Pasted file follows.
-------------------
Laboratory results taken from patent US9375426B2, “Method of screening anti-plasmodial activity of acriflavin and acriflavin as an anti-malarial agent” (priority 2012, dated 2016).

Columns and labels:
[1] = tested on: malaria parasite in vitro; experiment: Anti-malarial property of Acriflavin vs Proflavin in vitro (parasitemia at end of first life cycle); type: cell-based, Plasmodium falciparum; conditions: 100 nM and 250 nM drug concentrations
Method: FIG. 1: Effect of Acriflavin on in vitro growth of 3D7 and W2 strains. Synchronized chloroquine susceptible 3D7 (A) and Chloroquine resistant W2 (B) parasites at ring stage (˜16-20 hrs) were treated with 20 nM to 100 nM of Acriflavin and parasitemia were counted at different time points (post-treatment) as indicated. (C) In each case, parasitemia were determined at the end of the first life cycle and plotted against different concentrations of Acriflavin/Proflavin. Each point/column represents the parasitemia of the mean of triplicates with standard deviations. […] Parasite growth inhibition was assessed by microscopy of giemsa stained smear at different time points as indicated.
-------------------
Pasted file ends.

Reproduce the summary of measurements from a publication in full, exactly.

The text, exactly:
Laboratory results taken from patent US9375426B2, “Method of screening anti-plasmodial activity of acriflavin and acriflavin as an anti-malarial agent” (priority 2012, dated 2016).

Columns and labels:
[1] = tested on: malaria parasite in vitro; experiment: Anti-malarial property of Acriflavin vs Proflavin in vitro (parasitemia at end of first life cycle); type: cell-based, Plasmodium falciparum; conditions: 100 nM and 250 nM drug concentrations
Method: FIG. 1: Effect of Acriflavin on in vitro growth of 3D7 and W2 strains. Synchronized chloroquine susceptible 3D7 (A) and Chloroquine resistant W2 (B) parasites at ring stage (˜16-20 hrs) were treated with 20 nM to 100 nM of Acriflavin and parasitemia were counted at different time points (post-treatment) as indicated. (C) In each case, parasitemia were determined at the end of the first life cycle and plotted against different concentrations of Acriflavin/Proflavin. Each point/column represents the parasitemia of the mean of triplicates with standard deviations. […] Parasite growth inhibition was assessed by microscopy of giemsa stained smear at different time points as indicated.